Writing is my best tool. Telling the truest stories I can is how I manage. Distant family members—people who have never been present for one whit of the hell, nor anything passing for something equivalent in their own lives—have made fun of me for this, pointing out that some people handle trauma well enough not to speak of it again while others (me included apparently) just “wallow there.” Such attacks were, of course, not just unkind, but deeply inhumane, deeply out of touch with the reality that PTSD is for those of us who work our way through it without ever sharing our darkest times. My books don’t dwell on trauma, but they also do not deny it. Readers—strangers from all over—have been gracious enough to let me know that they have found succor in what I’ve shared. I’d never planned to publish anything, but once it happened, even I was surprised to find that this work was a hand in proverbial glove for my singleminded life goal: to do whatever necessary to take all the horrible things that have happened to me within myself deeply enough that I can forge them into something of value that will help someone else. Horror and wonder walk apace in the world I inhabit: writing is a way of smithing them so that they can be touched, endured, survived, loved even, and not just now but long beyond.
This book on tracking is a natural next project, filled with adventures and beings (both human and not) who surprise, delight, disgust, or simply traipse off the page into the world we all live in because that’s where I first met them myself. I composed most of the narrative right after things happened, in copious field notes that are fun even for me to revisit. The book’s been promised to my agent for seven years now. I’ve worked on it most of that time. But I couldn’t get anywhere near this critical segue—which lets readers sail over all the traumas that set up our trip and get to the easier, more palatable, merely skin-tingling and mind-blowing adventures—until now. I’d get to that point and the waking nightmares would take over again: pouring over me in waves, rendering my words toothless and my body no sensation at all beyond stumbling along an ocean floor miles below the surface, suffocating again just as surely as I did when my first husband placed his hands around my throat and tightened them until I could no longer breathe. Or see or hear. Or know myself as still present in the world. I was never supposed to wake up from being choked unconscious, but I did. Every time. I woke up, I got up, I carried on and made a good life anyway.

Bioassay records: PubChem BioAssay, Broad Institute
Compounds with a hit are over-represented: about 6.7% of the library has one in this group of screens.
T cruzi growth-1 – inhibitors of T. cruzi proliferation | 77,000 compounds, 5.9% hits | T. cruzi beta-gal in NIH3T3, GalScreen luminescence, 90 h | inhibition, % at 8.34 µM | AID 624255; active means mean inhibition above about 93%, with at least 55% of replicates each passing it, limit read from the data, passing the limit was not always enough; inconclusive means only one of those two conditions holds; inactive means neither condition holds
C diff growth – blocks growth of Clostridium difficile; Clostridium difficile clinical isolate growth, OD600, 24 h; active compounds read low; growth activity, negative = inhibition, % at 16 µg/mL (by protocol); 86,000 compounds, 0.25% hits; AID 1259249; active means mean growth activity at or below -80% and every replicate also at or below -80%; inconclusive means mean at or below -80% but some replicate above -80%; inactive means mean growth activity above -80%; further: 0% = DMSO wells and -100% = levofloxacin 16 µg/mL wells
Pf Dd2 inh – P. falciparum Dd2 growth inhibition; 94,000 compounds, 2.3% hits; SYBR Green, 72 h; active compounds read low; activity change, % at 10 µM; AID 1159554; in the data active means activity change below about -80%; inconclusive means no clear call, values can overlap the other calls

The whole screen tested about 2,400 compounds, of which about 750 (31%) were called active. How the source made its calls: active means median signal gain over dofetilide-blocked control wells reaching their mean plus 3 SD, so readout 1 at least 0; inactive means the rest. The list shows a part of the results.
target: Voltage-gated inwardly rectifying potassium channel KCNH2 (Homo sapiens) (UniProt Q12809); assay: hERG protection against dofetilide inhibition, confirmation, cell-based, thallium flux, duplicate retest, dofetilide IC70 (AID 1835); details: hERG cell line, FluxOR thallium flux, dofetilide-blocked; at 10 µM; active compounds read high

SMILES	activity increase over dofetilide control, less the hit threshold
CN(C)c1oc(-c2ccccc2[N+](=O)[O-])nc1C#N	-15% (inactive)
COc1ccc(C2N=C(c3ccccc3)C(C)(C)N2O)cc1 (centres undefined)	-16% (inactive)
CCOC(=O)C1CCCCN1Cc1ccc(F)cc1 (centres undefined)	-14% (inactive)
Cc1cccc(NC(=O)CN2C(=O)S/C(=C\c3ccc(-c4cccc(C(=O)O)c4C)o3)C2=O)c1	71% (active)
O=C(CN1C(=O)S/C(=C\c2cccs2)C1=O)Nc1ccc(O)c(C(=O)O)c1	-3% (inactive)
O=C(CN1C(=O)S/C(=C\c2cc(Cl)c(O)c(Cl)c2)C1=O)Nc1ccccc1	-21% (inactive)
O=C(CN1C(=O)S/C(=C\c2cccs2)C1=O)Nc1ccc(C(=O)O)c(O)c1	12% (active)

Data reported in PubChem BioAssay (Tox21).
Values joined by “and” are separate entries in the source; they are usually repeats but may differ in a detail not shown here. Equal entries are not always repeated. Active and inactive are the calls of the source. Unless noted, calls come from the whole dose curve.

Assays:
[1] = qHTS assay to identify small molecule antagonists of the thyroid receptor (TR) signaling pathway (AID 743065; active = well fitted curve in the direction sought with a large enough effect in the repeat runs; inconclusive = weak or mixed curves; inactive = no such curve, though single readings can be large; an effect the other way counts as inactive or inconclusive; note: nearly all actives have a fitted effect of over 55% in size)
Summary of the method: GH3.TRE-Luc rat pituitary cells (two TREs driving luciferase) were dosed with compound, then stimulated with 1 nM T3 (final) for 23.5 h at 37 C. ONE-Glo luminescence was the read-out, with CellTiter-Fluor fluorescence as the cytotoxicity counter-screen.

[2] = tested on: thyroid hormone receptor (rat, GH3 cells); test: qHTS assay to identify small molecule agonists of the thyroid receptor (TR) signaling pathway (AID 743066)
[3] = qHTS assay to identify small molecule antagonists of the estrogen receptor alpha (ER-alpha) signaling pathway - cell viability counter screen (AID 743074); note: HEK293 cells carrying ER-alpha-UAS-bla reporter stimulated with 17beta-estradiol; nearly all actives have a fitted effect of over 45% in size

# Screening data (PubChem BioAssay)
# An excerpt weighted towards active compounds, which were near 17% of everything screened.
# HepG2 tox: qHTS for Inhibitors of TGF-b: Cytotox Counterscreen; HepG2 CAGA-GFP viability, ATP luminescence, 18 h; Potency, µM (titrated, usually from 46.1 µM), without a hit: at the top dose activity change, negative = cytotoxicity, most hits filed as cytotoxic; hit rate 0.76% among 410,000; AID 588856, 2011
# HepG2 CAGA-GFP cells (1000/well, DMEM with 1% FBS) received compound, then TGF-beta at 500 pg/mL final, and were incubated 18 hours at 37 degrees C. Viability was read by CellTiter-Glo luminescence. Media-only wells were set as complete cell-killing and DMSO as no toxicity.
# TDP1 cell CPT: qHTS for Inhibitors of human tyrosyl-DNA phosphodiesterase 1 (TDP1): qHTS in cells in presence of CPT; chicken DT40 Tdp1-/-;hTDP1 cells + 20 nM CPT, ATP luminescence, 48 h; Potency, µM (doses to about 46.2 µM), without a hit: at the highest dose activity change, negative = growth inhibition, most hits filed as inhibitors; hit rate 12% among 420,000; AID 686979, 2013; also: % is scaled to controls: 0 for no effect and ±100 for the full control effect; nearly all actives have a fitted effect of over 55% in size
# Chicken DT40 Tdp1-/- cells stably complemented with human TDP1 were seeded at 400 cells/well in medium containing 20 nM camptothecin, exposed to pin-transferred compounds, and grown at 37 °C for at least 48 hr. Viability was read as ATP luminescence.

No one has choked me like that in 28 years. Anybody else that plans on trying it had better show up bullet-proof and wearing a tank and hit me graveyard dead on the first run, too, because I have had my fill of being battered and won’t stand for it anymore (my vows of nonviolence not having served me at all well in those previous rounds). A good deal of this stance I learned in the Kalahari Desert among people who are way better trackers than I’ll ever be. It’s a story worth telling, and I’m finally ready to do it. Complete with the eight-sentence segue I just wrote to help make a bridge between our long-ago spring and what came after it.
Now that the losses are permanent and no salvation is to be had, I finally understand that the triggers for my kind of PTSD are all over the blessed place and cannot be sidestepped. Out of stubbornness, I press on every day. Failing as often as not at the things I attempt in my efforts to bring stability and safety into my life or my children’s. They are, of course, fully grown now, both in their fourth decades of life (30s) instead of the adolescents who made this journey with me. They no longer need me at all. Writing at this point is not for us. It won’t help us or make us whole. Writing is bearing witness, breathing and taking note of the wonder of that and all that exists—trauma and beauty alike. Writing is human. It is my message in a bottle, released from where I stand on the sandy floor of these oceans above. Little segues contain whole worlds.